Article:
If Gene Munster says no DVR function, I might buy it . . . nah, I wouldn't even buy it then.

    It might not be coming out this week, or even this month or they might not call it a DVR, but Apple is doing TV.

    And if they do TV on demand for a flat rate as has been alluded to by nearly everyone, why would you need a DVR, just call up the show when you want it?

  1. testudo

    Joined: Dec 1969


    Re: Open up AppleTV

    Apple should open up the AppleTV to third-party developers, ala the iPhone, and include at least one model with a tuner.

    First, the iPhone is not "open". Apple only allows apps they want to allow. That is by no means 'open'.

    Second, Apple wants to make money from video sales and rentals. They're trying to convince people TV is dead and to just buy what they want from iTMS. As such, there ain't a chance in h*** they'll ever include DVR capabilities.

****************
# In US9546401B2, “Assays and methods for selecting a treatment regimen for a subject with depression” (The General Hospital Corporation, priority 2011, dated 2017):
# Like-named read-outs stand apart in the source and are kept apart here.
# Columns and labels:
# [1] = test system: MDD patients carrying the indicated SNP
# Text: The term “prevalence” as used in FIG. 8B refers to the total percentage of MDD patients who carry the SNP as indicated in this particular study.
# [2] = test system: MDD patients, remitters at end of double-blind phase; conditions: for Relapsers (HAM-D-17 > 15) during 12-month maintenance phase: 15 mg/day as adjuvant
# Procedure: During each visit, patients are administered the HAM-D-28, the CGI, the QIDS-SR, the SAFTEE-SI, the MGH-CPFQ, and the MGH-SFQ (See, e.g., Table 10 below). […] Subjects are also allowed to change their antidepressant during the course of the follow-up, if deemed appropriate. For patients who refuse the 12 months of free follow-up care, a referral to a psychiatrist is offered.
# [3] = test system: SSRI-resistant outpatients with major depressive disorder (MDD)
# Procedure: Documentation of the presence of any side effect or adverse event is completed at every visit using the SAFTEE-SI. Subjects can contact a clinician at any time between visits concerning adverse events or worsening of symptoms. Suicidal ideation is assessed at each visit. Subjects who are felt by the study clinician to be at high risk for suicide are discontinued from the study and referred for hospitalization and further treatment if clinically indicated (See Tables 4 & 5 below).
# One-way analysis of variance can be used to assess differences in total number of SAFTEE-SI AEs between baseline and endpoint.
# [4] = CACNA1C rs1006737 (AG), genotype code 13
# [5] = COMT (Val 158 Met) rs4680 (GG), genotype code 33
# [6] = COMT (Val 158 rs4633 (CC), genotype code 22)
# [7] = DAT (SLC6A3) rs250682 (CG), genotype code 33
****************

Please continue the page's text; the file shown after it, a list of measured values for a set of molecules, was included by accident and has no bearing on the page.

Third, even if they wanted to, then you get into the whole hassle of competing standards across countries, extra fees and taxes (I believe in GB they pay extra for TVs as the money goes to the BBC or some such thing).

    If you want DVR capability, just buy a freakin' mini and be done with it. Waiting for Apple to do this is like those of us waiting for a mini-tower from them.

  1. brainworks

    Joined: Dec 1969


    mini + eyetv

    i went with the mini because of the dvr limitation. im using remote buddy with eyetv, front row, boxee & hulu - its functional, stable, and a seamless experience (once set up)

    i was hoping the apple tv would become an all-in-one media center solution, even if it took some plug-ins - but no dvr is the deal-breaker for me

  1. hayesk

    Joined: Dec 1969